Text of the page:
After taking the Sundance Film Festival by storm and instantly inserting Toni Collette into this year's Oscar conversation, "Hereditary" has finally been handed down to theaters by A24.
Director Ari Aster marks a debut that has earned nearly universal praise for its wrenching emotional drama on top of bleak and relentless terror -- and infused excitement into a genre that pumps out titles on a factory line.
From his own script, Aster gives us a tense and stifled American family who falls apart after the death of its matriarch, Collette's on-screen mom. Thing is, there are more sinister forces at work than old-fashioned resentment and skeletons in the closet.
So, how'd he do it?
"It's all been such a crazy surprise and such a welcome one," Aster told TheWrap of the movie, which is tracking above projections and should land around $12 million this opening weekend.
"I grew up obsessed with horror films, and I would exhaust the horror section of every video store I could find, [but] a lot of them are produced very cynically these days. There is a built-in audience and the expectations are very clear. The risk-reward algorithm is very much in the studio's favor," he said.
Aster isn't wrong. Much of the horror fare we see in theaters comes from long-standing franchises like "The Conjuring" series or titles from Jason Blum's low-budget cash machine, Blumhouse. They exist in a model based on perpetuation, not unlike the reigning superhero tentpoles.
"A lot of these movies are put out in droves, and I feel like horror movies are typically perceived as guilty until proven innocent. There are always exceptions, especially lately, like 'The Witch' or 'Let the Right One In,'" said Aster, whose favorite is a South Korean from Fox and Ivanhoe Pictures called "The Wailing," currently streaming on Netflix.
Writing "Hereditary" was a "strategic" move, according to the director.
"I figured it would be easier to get a film financed that way. But I asked, 'What do I want from the genre? What do I wish I was getting more of?'" he said.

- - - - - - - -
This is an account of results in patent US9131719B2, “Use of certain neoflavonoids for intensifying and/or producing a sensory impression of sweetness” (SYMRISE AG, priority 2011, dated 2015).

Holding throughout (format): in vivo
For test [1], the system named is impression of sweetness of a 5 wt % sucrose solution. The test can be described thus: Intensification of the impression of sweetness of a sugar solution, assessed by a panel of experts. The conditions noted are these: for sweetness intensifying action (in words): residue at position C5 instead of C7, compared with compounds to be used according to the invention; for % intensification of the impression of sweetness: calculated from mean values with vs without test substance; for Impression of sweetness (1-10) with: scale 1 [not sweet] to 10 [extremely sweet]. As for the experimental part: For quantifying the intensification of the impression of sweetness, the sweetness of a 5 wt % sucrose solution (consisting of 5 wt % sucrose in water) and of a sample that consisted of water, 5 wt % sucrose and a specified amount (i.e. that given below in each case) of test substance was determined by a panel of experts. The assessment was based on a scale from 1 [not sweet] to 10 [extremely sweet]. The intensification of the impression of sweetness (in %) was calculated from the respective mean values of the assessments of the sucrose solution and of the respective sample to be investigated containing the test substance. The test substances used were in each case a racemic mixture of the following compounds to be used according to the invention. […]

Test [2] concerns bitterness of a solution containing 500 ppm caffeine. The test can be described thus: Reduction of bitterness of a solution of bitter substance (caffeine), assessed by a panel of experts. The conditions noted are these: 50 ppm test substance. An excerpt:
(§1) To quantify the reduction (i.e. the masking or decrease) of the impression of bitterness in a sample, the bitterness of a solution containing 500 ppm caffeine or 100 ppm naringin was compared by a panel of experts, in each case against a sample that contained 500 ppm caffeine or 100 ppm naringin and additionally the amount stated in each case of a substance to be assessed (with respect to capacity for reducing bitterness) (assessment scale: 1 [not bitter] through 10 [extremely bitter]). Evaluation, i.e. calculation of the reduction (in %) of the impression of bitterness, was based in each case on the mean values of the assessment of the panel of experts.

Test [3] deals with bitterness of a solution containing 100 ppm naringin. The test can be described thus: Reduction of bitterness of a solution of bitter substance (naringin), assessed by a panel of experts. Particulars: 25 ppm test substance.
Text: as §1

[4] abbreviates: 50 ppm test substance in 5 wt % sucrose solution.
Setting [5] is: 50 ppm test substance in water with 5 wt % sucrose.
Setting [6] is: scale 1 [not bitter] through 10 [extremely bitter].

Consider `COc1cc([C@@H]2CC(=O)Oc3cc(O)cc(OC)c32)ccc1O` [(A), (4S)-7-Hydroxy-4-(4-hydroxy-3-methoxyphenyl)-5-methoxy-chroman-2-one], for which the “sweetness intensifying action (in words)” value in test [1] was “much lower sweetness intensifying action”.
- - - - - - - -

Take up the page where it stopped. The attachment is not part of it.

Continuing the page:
What he wanted, the director said, "was to make a film that first functions as a vivid family drama and that takes it seriously. To really look at the family's suffering before I thought about how to attend to the horror elements. In that sense, the film owes a greater debt to the domestic melodrama than it does to the horror movie."
Collette plays a long-suffering daughter and irritable mother of two kids, trying to process the death of her controlling and secretive mom before she's hit with another unspeakable tragedy. Despite the weary supervision of her husband (Gabriel Byrne), devastating secrets and boiling rage take over. Oh, and some unwelcome and evil supernatural tenants move in, too.
"When I first sent out the script, a lot of people would criticize it saying, 'The family is already complicated in the beginning, so when things fall apart, it's not affecting. We don't care because they're already not doing well,'" Aster said.
"I don't agree with that. I know that's the way that these genre films often operate, is that you set up a happy family so that you can then destroy it. I don't know this mythical happy family that is totally idealized and there are no issues, no history, no unspoken stuff that hasn't been worked through," he said.
His conviction brings a dazzling but soul-crushing result. Be thankful he didn't pander to the rules of the genre. Be more thankful you're not related to the people on screen.